Competing by Brain

Fast Company has an interview with Thomas Daveport, who “has helped midwife some of the biggest trends to have shaped business over the past 25 years–among them, reengineering and knowledge management. Now he’s asking: Where do ideas come from? And how do they get traction? Here’s his eight-point plan for winning with ideas.” Excerpts:

Great ideas have three key elements. All big ideas share at least one of three business objectives: improved efficiency, greater effectiveness, or innovations in products or processes. In a way, it’s an exhaustive set of possibilities. You do things right, you do the right thing, or you do something new. Reengineering could have done all three–the mark of a truly big idea–but people used it solely for gaining efficiencies, which limited its power and value.

There are no truly new ideas out there. Every big idea owes a considerable debt to related ideas that came before it. Reengineering’s key components already existed–they had just never been pulled together into one package. Of course, idea practitioners should avoid pointing out that the next big thing amounts to a reshuffling of other ideas. One of the tensions that idea sellers have to manage very carefully is, on the one hand, the need to get people’s attention. The innovation has to be new and exciting. But they also have to talk about the idea in a responsible way so people understand how difficult it really is.

The story sells the idea. The most important way in which ideas and experiences get communicated from sellers to buyers is through narratives. Stories give proof that your idea is going to work. Confidence-building evidence isn’t statistical, it’s narrative in form.

Intel envisions TiVo-like Wireless PCs

News.com writes:

Intel wants desktop PCs to double up as network hubs and video recorders, a move that could make life tough for the companies that produce those standalone products.

Intel will begin midyear by adding wireless networking technology Wi-Fi to an upcoming pair of desktop chipsets. When manufacturers choose a specific version of one of the two new chipsets, they will be able to add the foundation for a built-in Wi-Fi access point nearly for free.

At the same time, the company is developing the Entertainment PC (EPC), a desktop design based on Microsoft’s Windows XP Media Center Edition operating system, which manufacturers can use to create more entertainment-oriented PCs that come with features such as digital video recorders.

Intel sees the addition of those features to its PCs as a vital push to make playback of multimedia content and home networking essential elements in consumer desktops. It predicts that a number of future products, including televisions and stereo equipment will be able to access wireless networks.

The chipmaker said these desktops will provide a relatively easy-to-use access point that allows notebooks and other wireless devices to share a broadband Internet connection and files. Thus, a consumer or a small business that purchases a PC with the built-in Wi-Fi access point will not need any other gear to create a basic Wi-Fi network.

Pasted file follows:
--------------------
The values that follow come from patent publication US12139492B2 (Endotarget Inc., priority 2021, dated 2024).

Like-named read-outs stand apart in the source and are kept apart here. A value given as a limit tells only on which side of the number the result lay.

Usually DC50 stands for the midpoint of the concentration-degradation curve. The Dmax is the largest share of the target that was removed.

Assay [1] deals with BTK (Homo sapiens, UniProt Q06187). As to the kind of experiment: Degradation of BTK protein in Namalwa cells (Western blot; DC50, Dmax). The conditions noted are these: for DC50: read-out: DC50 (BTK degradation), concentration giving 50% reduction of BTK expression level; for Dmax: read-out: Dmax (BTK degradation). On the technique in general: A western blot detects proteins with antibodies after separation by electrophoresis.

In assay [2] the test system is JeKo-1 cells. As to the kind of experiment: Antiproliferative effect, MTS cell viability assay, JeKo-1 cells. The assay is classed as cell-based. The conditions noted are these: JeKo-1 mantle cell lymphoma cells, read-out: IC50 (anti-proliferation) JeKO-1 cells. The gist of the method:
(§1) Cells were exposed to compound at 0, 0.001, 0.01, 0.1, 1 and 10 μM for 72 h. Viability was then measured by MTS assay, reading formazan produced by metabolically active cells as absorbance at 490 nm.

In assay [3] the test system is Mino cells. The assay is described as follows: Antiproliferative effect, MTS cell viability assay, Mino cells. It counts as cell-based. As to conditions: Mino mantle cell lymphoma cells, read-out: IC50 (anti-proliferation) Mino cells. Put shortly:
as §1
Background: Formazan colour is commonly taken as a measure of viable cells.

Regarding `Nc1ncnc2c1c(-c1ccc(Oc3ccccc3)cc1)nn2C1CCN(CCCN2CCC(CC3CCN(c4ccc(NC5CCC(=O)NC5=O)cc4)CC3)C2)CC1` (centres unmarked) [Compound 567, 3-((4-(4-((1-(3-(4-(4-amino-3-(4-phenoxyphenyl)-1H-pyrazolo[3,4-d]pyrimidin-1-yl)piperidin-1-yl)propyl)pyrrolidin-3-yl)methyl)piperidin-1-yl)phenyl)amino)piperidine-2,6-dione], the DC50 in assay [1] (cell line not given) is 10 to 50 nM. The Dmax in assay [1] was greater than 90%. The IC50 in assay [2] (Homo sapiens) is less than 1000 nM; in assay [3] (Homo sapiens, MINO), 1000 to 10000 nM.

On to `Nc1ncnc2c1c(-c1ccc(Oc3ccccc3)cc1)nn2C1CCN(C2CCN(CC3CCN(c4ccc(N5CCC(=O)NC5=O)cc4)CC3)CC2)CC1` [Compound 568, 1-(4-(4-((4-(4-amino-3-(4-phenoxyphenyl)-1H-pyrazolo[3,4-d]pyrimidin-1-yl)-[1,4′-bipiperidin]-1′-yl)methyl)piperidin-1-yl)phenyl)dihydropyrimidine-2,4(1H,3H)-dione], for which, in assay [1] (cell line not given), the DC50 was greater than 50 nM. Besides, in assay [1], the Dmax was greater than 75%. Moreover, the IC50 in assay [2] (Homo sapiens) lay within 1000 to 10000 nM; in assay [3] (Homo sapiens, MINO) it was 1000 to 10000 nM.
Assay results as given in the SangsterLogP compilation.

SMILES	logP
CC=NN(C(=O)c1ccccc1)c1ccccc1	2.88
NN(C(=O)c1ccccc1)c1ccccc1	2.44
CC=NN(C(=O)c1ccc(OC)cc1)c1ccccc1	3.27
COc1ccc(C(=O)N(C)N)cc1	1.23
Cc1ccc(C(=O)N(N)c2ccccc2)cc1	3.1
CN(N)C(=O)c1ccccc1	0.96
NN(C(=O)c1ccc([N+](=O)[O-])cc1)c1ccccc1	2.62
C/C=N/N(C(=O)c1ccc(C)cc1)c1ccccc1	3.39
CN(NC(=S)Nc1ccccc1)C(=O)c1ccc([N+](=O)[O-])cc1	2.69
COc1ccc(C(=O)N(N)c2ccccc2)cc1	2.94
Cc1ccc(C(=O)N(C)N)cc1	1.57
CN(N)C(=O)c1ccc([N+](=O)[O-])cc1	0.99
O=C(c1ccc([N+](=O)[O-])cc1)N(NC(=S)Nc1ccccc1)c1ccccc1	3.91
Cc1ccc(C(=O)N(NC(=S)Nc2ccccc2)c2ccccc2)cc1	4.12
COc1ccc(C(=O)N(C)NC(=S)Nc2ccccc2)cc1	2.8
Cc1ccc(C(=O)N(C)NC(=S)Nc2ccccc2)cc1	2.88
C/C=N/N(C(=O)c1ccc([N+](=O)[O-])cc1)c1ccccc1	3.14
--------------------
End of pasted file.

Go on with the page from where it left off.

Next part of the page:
While the concept is attractive, it will take time for these features to migrate to mainstream PCs. The features will mostly be used in higher-end systems in the $1,000-plus range. Lately, the average selling price for a desktop purchased at retail has hovered around $700, according to market researcher NPD Techworld.

Chinese Portals

NYTimes writes that the bubble may burst soon:

Founded in the late 1990’s, the three Internet companies embraced e-commerce, online advertising and other revenue models but failed to turn a profit until 2002, when they began to provide Internet content, for a fee, to users of China’s nearly 200 million cellphones. On their phones, cellular subscribers can receive sports news, jokes or advice on their sex lives – and can even search for dates – all thanks to the portals. Each variety of service typically costs $3 a month, and each download costs an additional 3 cents, on average.

In Chinese cities, it is common to find people staring at cellphones on street corners. According to China Mobile Communications and China Unicom, the two state-owned telecommunications companies that monopolize the wireless market, 220 billion text and image messages were received by cellphones in 2003, roughly 10 percent of them originating from Internet portals. The telecommunications companies add fees to users’ bills for the Internet-generated content and keep roughly 15 percent of that money. The rest goes to the portals.

There are some differences in the portals’ approach. On the Internet, NetEase.com draws a large teenage audience with its abundant advice about dating. Sina.com attracts older visitors with frequent news updates, and Sohu.com appears to occupy a niche somewhere between.

But each is vulnerable to the state monopoly over the wireless phone industry, many analysts said. If China Mobile or China Unicom demands a larger share of wireless revenue, the portals’ profit could slide.

All three Internet companies say that they are trying to diversify their revenue sources. NetEase.com has already tapped into the market for online games, selling prepaid game cards, which permit access to its service. In the third quarter of 2003, it received 38 percent of its revenue from games.